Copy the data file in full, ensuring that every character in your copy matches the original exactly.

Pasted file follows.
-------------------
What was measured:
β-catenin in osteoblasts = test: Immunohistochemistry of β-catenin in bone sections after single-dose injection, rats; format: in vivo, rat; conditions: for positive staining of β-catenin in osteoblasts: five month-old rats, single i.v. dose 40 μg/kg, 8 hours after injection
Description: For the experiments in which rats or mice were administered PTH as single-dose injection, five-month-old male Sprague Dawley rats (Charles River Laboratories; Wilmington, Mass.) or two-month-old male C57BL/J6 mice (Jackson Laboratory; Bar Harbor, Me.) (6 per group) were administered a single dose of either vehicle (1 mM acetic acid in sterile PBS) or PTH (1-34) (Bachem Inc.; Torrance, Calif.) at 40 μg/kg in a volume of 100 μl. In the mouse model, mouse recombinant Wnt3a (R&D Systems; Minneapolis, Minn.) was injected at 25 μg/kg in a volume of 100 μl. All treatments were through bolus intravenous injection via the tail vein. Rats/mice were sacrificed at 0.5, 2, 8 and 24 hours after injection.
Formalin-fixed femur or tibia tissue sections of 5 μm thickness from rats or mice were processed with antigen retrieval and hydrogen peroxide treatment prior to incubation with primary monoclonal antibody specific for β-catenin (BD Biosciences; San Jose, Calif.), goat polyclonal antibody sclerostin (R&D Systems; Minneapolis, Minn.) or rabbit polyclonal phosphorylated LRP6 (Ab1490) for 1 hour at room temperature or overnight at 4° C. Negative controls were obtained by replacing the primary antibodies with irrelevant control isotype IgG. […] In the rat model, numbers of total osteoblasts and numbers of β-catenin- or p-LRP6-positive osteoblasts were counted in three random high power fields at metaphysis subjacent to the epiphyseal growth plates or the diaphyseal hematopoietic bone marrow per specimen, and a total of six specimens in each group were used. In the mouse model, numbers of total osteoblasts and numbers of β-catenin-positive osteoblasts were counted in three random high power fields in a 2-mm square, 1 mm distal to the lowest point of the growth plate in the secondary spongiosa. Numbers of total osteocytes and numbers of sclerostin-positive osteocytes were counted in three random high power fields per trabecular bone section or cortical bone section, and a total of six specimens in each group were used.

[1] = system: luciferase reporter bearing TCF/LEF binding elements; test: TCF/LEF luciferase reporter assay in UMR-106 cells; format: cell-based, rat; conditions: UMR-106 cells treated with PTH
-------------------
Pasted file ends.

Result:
What was measured:
β-catenin in osteoblasts = test: Immunohistochemistry of β-catenin in bone sections after single-dose injection, rats; format: in vivo, rat; conditions: for positive staining of β-catenin in osteoblasts: five month-old rats, single i.v. dose 40 μg/kg, 8 hours after injection
Description: For the experiments in which rats or mice were administered PTH as single-dose injection, five-month-old male Sprague Dawley rats (Charles River Laboratories; Wilmington, Mass.) or two-month-old male C57BL/J6 mice (Jackson Laboratory; Bar Harbor, Me.) (6 per group) were administered a single dose of either vehicle (1 mM acetic acid in sterile PBS) or PTH (1-34) (Bachem Inc.; Torrance, Calif.) at 40 μg/kg in a volume of 100 μl. In the mouse model, mouse recombinant Wnt3a (R&D Systems; Minneapolis, Minn.) was injected at 25 μg/kg in a volume of 100 μl. All treatments were through bolus intravenous injection via the tail vein. Rats/mice were sacrificed at 0.5, 2, 8 and 24 hours after injection.
Formalin-fixed femur or tibia tissue sections of 5 μm thickness from rats or mice were processed with antigen retrieval and hydrogen peroxide treatment prior to incubation with primary monoclonal antibody specific for β-catenin (BD Biosciences; San Jose, Calif.), goat polyclonal antibody sclerostin (R&D Systems; Minneapolis, Minn.) or rabbit polyclonal phosphorylated LRP6 (Ab1490) for 1 hour at room temperature or overnight at 4° C. Negative controls were obtained by replacing the primary antibodies with irrelevant control isotype IgG. […] In the rat model, numbers of total osteoblasts and numbers of β-catenin- or p-LRP6-positive osteoblasts were counted in three random high power fields at metaphysis subjacent to the epiphyseal growth plates or the diaphyseal hematopoietic bone marrow per specimen, and a total of six specimens in each group were used. In the mouse model, numbers of total osteoblasts and numbers of β-catenin-positive osteoblasts were counted in three random high power fields in a 2-mm square, 1 mm distal to the lowest point of the growth plate in the secondary spongiosa. Numbers of total osteocytes and numbers of sclerostin-positive osteocytes were counted in three random high power fields per trabecular bone section or cortical bone section, and a total of six specimens in each group were used.

[1] = system: luciferase reporter bearing TCF/LEF binding elements; test: TCF/LEF luciferase reporter assay in UMR-106 cells; format: cell-based, rat; conditions: UMR-106 cells treated with PTH